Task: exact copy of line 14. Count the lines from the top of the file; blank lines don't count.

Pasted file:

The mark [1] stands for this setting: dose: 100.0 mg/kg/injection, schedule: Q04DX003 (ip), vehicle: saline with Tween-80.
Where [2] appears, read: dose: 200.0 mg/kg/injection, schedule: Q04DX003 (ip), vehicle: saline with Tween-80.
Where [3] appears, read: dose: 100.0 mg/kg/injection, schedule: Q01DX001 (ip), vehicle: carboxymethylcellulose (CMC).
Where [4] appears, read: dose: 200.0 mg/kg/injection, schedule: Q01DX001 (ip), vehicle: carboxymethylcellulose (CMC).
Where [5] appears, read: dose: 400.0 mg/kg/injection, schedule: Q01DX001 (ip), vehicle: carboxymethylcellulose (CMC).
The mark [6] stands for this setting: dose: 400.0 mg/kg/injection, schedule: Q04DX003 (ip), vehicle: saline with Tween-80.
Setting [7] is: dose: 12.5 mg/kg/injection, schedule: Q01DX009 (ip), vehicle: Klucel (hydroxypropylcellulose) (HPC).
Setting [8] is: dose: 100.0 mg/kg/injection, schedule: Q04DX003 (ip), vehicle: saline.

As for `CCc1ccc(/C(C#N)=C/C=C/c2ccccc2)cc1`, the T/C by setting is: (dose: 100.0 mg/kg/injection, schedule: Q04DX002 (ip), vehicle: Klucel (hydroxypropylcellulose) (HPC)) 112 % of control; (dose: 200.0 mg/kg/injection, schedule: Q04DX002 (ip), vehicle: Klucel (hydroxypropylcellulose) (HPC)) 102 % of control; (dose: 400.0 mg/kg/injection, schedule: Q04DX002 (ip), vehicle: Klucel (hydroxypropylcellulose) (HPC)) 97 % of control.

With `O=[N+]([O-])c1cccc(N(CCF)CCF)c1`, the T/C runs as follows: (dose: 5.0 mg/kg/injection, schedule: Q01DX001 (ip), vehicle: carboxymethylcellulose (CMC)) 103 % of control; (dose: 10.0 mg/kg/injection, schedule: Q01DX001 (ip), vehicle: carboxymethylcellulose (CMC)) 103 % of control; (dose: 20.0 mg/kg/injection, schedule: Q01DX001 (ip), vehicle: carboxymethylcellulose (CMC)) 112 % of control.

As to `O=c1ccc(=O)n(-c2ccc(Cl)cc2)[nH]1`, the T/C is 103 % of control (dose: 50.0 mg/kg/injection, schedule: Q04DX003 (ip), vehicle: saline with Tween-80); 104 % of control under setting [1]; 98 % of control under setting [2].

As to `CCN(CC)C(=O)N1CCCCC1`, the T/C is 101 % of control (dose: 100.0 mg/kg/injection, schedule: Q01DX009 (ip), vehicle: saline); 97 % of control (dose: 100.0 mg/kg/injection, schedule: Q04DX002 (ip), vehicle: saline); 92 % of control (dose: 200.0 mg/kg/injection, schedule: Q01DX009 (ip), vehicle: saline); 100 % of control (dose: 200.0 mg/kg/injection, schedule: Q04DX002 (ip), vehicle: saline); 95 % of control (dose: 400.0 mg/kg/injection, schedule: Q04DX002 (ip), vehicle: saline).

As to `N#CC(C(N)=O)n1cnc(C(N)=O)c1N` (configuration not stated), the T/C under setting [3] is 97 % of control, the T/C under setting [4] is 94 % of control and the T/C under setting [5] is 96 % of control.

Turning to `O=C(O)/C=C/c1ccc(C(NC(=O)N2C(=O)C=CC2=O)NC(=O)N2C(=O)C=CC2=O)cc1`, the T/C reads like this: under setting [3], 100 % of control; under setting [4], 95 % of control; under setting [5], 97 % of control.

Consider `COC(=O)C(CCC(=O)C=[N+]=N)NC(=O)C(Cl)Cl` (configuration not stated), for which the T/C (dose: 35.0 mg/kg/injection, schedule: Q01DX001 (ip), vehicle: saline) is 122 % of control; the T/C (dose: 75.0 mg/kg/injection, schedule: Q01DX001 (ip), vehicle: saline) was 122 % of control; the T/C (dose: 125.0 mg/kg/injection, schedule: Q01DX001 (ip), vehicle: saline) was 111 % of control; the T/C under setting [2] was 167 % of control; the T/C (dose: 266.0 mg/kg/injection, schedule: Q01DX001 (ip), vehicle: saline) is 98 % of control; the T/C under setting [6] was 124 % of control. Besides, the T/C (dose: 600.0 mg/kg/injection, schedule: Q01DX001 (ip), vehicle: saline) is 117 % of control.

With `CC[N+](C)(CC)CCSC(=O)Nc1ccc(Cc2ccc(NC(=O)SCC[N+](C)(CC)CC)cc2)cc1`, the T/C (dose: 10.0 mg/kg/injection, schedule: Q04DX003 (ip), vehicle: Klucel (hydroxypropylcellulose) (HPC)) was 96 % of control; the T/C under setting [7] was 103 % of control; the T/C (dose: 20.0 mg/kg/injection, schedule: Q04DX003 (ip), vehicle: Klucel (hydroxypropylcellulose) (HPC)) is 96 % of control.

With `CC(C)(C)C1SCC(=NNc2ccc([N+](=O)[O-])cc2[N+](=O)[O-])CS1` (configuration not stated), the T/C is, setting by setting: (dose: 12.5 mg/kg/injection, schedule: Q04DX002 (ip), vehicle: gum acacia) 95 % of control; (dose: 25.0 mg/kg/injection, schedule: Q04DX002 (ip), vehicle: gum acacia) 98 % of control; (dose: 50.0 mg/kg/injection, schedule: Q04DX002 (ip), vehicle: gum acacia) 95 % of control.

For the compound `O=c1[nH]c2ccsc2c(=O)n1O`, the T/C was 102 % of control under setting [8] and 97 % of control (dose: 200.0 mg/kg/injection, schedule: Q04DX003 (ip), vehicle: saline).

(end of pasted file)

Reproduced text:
Turning to `O=C(O)/C=C/c1ccc(C(NC(=O)N2C(=O)C=CC2=O)NC(=O)N2C(=O)C=CC2=O)cc1`, the T/C reads like this: under setting [3], 100 % of control; under setting [4], 95 % of control; under setting [5], 97 % of control.